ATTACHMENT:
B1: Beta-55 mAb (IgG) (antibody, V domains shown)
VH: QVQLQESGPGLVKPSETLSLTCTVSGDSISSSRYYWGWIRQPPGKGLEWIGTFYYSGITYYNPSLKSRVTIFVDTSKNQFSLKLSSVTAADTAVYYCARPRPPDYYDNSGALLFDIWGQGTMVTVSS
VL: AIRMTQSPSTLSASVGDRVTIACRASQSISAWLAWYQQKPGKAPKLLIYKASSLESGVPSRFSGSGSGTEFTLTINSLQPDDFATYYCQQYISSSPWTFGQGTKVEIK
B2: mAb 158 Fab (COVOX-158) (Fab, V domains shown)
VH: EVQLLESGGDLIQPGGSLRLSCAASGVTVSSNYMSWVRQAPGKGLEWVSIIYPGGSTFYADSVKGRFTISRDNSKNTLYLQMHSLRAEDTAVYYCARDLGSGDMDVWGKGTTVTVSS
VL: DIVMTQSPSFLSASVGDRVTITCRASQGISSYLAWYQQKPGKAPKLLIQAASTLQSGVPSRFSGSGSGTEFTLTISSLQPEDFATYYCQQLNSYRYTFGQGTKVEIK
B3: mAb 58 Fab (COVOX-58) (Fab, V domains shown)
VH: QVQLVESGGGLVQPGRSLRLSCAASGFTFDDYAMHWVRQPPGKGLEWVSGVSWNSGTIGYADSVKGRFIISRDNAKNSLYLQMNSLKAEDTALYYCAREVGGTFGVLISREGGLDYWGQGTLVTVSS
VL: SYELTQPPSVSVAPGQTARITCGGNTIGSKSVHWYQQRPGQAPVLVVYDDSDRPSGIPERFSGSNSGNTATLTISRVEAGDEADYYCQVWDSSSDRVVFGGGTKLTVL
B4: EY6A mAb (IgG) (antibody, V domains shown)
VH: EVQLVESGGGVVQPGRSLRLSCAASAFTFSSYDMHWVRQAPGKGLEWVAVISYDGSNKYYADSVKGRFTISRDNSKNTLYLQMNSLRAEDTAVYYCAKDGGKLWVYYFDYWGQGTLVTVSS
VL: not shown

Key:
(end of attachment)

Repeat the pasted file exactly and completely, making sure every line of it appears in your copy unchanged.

B1: Beta-55 mAb (IgG) (antibody, V domains shown)
VH: QVQLQESGPGLVKPSETLSLTCTVSGDSISSSRYYWGWIRQPPGKGLEWIGTFYYSGITYYNPSLKSRVTIFVDTSKNQFSLKLSSVTAADTAVYYCARPRPPDYYDNSGALLFDIWGQGTMVTVSS
VL: AIRMTQSPSTLSASVGDRVTIACRASQSISAWLAWYQQKPGKAPKLLIYKASSLESGVPSRFSGSGSGTEFTLTINSLQPDDFATYYCQQYISSSPWTFGQGTKVEIK
B2: mAb 158 Fab (COVOX-158) (Fab, V domains shown)
VH: EVQLLESGGDLIQPGGSLRLSCAASGVTVSSNYMSWVRQAPGKGLEWVSIIYPGGSTFYADSVKGRFTISRDNSKNTLYLQMHSLRAEDTAVYYCARDLGSGDMDVWGKGTTVTVSS
VL: DIVMTQSPSFLSASVGDRVTITCRASQGISSYLAWYQQKPGKAPKLLIQAASTLQSGVPSRFSGSGSGTEFTLTISSLQPEDFATYYCQQLNSYRYTFGQGTKVEIK
B3: mAb 58 Fab (COVOX-58) (Fab, V domains shown)
VH: QVQLVESGGGLVQPGRSLRLSCAASGFTFDDYAMHWVRQPPGKGLEWVSGVSWNSGTIGYADSVKGRFIISRDNAKNSLYLQMNSLKAEDTALYYCAREVGGTFGVLISREGGLDYWGQGTLVTVSS
VL: SYELTQPPSVSVAPGQTARITCGGNTIGSKSVHWYQQRPGQAPVLVVYDDSDRPSGIPERFSGSNSGNTATLTISRVEAGDEADYYCQVWDSSSDRVVFGGGTKLTVL
B4: EY6A mAb (IgG) (antibody, V domains shown)
VH: EVQLVESGGGVVQPGRSLRLSCAASAFTFSSYDMHWVRQAPGKGLEWVAVISYDGSNKYYADSVKGRFTISRDNSKNTLYLQMNSLRAEDTAVYYCAKDGGKLWVYYFDYWGQGTLVTVSS
VL: not shown

Key: